Replication vs Effect - What's the difference?

replication | effect |


As nouns the difference between replication and effect

is that replication is replication, duplication while effect is the result or outcome of a cause see below .

As a verb effect is

to make or bring about; to implement.

replication

English

Noun

(en noun)
  • Process by which an object, person, place or idea may be copied mimicked or reproduced.
  • * 2014 , Wikipedia,
  • DNA replication is the process of producing two identical replicas from one original DNA molecule.
  • Copy; reproduction.
  • That painting is an almost exact replication of a famous Rembrandt painting.
  • (legal) A response from the plaintiff to the defendant's plea.
  • (biology) The process of producing replicas of DNA or RNA molecules.
  • Synonyms

    * repetition * duplication * imitation * copying * reproduction * copy * repeat * carbon copy * duplicate * replica

    effect

    English

    (wikipedia effect)

    Noun

  • The result or outcome of a cause. See below.
  • *
  • , title=(The Celebrity), chapter=1 , passage=The stories did not seem to me to touch life. They were plainly intended to have a bracing moral effect , and perhaps had this result for the people at whom they were aimed.}}
  • * {{quote-book, year=1963, author=(Margery Allingham), title=(The China Governess)
  • , chapter=1 citation , passage=The half-dozen pieces […] were painted white and carved with festoons of flowers, birds and cupids. […]  The bed was the most extravagant piece.  Its graceful cane halftester rose high towards the cornice and was so festooned in carved white wood that the effect was positively insecure, as if the great couch were trimmed with icing sugar.}}
  • * {{quote-magazine, date=2013-06-08, volume=407, issue=8839, page=55, magazine=(The Economist)
  • , title= Obama goes troll-hunting , passage=The solitary, lumbering trolls of Scandinavian mythology would sometimes be turned to stone by exposure to sunlight. Barack Obama is hoping that several measures announced on June 4th will have a similarly paralysing effect on their modern incarnation, the patent troll.}}
  • Impression left on the mind; sensation produced.
  • * J. C. Shairp
  • patchwork introduced for oratorical effect
  • * Washington Irving
  • The effect was heightened by the wild and lonely nature of the place.
  • (filmology) An illusion produced by technical means (as in "special effect")
  • (sound engineering) An alteration in sound after it has been produced by an instrument.
  • (sound engineering) A device for producing an alteration in sound produced by an instrument.
  • Execution; performance; realization; operation.
  • * Shakespeare
  • That no compunctious visitings of nature / Shake my fell purpose, nor keep peace between / The effect and it.
  • # (uncountable) The state of being binding and enforceable, as in a rule, policy, or law.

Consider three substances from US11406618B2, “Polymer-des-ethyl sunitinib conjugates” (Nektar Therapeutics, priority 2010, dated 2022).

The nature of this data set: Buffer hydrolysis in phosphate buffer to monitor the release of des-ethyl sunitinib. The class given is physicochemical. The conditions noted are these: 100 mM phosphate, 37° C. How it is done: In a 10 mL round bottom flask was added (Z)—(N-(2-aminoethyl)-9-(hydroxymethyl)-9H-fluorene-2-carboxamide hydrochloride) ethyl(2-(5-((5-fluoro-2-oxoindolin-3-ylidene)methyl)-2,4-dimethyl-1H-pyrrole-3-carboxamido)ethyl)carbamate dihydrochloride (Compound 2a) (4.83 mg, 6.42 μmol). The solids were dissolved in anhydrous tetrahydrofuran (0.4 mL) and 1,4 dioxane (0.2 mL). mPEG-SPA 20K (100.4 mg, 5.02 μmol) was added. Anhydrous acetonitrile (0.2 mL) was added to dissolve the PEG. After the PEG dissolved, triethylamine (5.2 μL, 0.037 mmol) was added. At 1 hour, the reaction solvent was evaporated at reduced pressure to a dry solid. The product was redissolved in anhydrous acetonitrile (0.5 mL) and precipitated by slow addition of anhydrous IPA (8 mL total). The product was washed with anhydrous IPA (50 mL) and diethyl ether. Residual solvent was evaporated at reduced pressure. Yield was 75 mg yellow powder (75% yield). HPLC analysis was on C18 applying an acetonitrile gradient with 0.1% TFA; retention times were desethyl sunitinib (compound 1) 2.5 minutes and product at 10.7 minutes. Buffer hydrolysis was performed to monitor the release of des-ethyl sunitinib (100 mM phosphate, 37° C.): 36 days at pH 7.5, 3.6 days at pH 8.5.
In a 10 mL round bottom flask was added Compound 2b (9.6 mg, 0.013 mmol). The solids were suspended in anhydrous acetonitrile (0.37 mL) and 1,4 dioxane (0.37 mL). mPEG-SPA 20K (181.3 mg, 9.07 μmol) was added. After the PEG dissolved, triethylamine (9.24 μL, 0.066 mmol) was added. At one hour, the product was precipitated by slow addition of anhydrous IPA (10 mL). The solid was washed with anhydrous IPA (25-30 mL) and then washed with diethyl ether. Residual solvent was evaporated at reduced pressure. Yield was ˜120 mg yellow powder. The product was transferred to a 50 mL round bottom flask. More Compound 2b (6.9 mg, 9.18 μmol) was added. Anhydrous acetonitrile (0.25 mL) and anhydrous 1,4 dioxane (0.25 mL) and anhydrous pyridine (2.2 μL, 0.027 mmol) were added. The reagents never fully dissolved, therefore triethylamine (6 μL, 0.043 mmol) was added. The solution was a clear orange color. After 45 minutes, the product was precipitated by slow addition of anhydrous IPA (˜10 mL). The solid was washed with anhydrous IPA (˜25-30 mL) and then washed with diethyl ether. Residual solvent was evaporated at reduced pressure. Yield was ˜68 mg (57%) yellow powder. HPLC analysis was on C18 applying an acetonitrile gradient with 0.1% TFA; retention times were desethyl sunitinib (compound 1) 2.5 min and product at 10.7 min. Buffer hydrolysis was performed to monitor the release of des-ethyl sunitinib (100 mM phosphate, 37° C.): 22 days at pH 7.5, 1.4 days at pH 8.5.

• A scientific phenomenon, usually named after its discoverer.
  • (usually plural) Belongings, usually as personal effects.
  • Consequence intended; purpose; meaning; general intent; with to .
  • * Bible, Chron. xxxiv. 22
  • They spake to her to that effect .
  • (obsolete) Reality; actual meaning; fact, as distinguished from mere appearance.
  • * Denham
  • no other in effect than what it seems
  • (obsolete) Manifestation; expression; sign.
  • * Shakespeare
  • All the large effects / That troop with majesty.

    Usage notes

    The words “affect” and “effect'” can both be used as nouns or verbs, but when used as a noun the word affect is limited to uses in the psychology field, and the above definitions for ' effect are much more common. See also the usage notes as a verb below. Adjectives often applied to "effect": * biological, chemical, cultural, economic, legal, mental, moral, nutritional, personal, physical, physiological, political and social * actual, bad, beneficial, catastrophic, deleterious, disastrous, devastating, fatal, good, harmful, important, intended, likely, natural, negative, positive, potential, primary, real, secondary, significant, special, strong, undesirable and weak

    Derived terms

    (noun phrases using effect) * after-effect, aftereffect * butterfly effect * domino effect * Doppler effect * greenhouse effect * in effect * knock-on effect * Nader effect * personal effects * ripple effect * side effect * snowball effect * special effect * sound effect * spoiler effect

    Verb

    (en verb)
  • To make or bring about; to implement.
  • The best way to effect change is to work with existing stakeholders.
  • Usage notes

    Effect' is often confused with “' affect ”. The latter is used to convey the influence over existing ideas, emotions and entities; the former indicates the manifestation of new or original ideas or entities: * “...new governing coalitions have effected major changes” indicates that major changes were made as a result of new governing coalitions. * “...new governing coalitions have affected major changes” indicates that before new governing coalitions, major changes were in place, and that the new governing coalitions had some influence over these existing changes.

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